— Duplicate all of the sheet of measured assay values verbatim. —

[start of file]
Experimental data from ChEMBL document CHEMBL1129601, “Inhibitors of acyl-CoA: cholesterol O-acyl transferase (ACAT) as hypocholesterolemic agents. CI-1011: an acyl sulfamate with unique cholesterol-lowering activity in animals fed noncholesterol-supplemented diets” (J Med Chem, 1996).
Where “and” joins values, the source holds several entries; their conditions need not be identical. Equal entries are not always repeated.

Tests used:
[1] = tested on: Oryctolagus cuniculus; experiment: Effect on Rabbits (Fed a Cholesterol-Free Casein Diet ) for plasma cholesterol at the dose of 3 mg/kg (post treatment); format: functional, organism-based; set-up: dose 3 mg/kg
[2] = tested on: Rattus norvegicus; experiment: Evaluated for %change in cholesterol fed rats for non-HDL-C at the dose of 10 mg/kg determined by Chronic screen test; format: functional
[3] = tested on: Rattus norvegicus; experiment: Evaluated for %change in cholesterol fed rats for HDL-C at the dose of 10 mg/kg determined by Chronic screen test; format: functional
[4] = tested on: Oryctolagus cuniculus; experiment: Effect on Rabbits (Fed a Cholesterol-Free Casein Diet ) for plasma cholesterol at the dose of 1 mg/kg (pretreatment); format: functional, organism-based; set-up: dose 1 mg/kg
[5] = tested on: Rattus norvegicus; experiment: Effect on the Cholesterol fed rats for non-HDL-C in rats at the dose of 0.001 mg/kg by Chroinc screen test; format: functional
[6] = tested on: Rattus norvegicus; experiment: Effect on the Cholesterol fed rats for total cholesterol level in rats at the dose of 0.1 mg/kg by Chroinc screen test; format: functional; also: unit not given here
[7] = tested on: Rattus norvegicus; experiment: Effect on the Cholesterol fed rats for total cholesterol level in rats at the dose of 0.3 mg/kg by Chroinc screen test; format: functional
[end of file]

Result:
Experimental data from ChEMBL document CHEMBL1129601, “Inhibitors of acyl-CoA: cholesterol O-acyl transferase (ACAT) as hypocholesterolemic agents. CI-1011: an acyl sulfamate with unique cholesterol-lowering activity in animals fed noncholesterol-supplemented diets” (J Med Chem, 1996).
Where “and” joins values, the source holds several entries; their conditions need not be identical. Equal entries are not always repeated.

Tests used:
[1] = tested on: Oryctolagus cuniculus; experiment: Effect on Rabbits (Fed a Cholesterol-Free Casein Diet ) for plasma cholesterol at the dose of 3 mg/kg (post treatment); format: functional, organism-based; set-up: dose 3 mg/kg
[2] = tested on: Rattus norvegicus; experiment: Evaluated for %change in cholesterol fed rats for non-HDL-C at the dose of 10 mg/kg determined by Chronic screen test; format: functional
[3] = tested on: Rattus norvegicus; experiment: Evaluated for %change in cholesterol fed rats for HDL-C at the dose of 10 mg/kg determined by Chronic screen test; format: functional
[4] = tested on: Oryctolagus cuniculus; experiment: Effect on Rabbits (Fed a Cholesterol-Free Casein Diet ) for plasma cholesterol at the dose of 1 mg/kg (pretreatment); format: functional, organism-based; set-up: dose 1 mg/kg
[5] = tested on: Rattus norvegicus; experiment: Effect on the Cholesterol fed rats for non-HDL-C in rats at the dose of 0.001 mg/kg by Chroinc screen test; format: functional
[6] = tested on: Rattus norvegicus; experiment: Effect on the Cholesterol fed rats for total cholesterol level in rats at the dose of 0.1 mg/kg by Chroinc screen test; format: functional; also: unit not given here
[7] = tested on: Rattus norvegicus; experiment: Effect on the Cholesterol fed rats for total cholesterol level in rats at the dose of 0.3 mg/kg by Chroinc screen test; format: functional